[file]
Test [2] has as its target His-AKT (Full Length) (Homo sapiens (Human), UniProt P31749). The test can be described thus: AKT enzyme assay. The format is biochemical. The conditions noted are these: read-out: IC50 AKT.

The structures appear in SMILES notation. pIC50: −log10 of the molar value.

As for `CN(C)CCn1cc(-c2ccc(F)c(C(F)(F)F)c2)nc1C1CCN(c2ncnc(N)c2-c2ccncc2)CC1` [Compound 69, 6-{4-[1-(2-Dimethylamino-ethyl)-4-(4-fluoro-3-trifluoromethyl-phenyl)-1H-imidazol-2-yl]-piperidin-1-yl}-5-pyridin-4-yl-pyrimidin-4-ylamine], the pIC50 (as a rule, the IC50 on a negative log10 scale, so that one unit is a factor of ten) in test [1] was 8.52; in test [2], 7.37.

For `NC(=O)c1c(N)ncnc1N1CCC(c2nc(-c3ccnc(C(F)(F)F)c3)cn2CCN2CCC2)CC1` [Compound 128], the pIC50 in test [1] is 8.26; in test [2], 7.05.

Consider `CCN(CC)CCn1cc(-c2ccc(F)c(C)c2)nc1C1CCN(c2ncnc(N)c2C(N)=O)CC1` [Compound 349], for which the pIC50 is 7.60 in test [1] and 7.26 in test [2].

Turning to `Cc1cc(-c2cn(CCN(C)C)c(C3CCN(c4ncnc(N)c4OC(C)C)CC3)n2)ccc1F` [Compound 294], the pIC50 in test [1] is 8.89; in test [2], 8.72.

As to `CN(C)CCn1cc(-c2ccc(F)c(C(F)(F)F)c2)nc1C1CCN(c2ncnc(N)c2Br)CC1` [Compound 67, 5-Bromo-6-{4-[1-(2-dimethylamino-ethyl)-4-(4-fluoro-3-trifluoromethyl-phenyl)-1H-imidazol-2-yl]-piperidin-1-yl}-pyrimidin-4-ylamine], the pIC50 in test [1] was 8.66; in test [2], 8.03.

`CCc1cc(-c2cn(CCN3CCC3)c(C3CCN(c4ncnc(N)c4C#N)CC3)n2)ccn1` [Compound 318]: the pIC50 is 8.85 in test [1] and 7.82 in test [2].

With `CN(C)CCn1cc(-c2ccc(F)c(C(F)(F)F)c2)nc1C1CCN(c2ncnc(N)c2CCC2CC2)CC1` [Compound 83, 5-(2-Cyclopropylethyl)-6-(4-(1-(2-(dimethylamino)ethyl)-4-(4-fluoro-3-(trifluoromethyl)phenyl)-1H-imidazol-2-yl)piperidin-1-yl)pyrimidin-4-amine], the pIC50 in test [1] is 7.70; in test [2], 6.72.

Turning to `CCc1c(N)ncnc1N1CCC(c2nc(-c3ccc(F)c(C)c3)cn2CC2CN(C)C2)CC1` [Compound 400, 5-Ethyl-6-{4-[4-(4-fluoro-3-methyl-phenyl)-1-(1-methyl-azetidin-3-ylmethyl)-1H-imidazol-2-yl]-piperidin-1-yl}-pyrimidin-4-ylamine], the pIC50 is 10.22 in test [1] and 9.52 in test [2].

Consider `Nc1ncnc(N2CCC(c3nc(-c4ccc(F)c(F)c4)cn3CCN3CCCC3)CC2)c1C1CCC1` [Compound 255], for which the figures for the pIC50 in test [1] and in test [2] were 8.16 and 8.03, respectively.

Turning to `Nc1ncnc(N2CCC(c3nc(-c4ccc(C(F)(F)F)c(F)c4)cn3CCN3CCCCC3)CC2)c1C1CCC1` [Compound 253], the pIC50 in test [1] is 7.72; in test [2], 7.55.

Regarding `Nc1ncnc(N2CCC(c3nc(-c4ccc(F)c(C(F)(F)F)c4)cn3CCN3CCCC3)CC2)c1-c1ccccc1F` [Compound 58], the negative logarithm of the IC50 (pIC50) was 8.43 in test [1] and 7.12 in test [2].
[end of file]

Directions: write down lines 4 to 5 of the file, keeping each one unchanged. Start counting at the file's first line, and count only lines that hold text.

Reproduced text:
For `NC(=O)c1c(N)ncnc1N1CCC(c2nc(-c3ccnc(C(F)(F)F)c3)cn2CCN2CCC2)CC1` [Compound 128], the pIC50 in test [1] is 8.26; in test [2], 7.05.

Consider `CCN(CC)CCn1cc(-c2ccc(F)c(C)c2)nc1C1CCN(c2ncnc(N)c2C(N)=O)CC1` [Compound 349], for which the pIC50 is 7.60 in test [1] and 7.26 in test [2].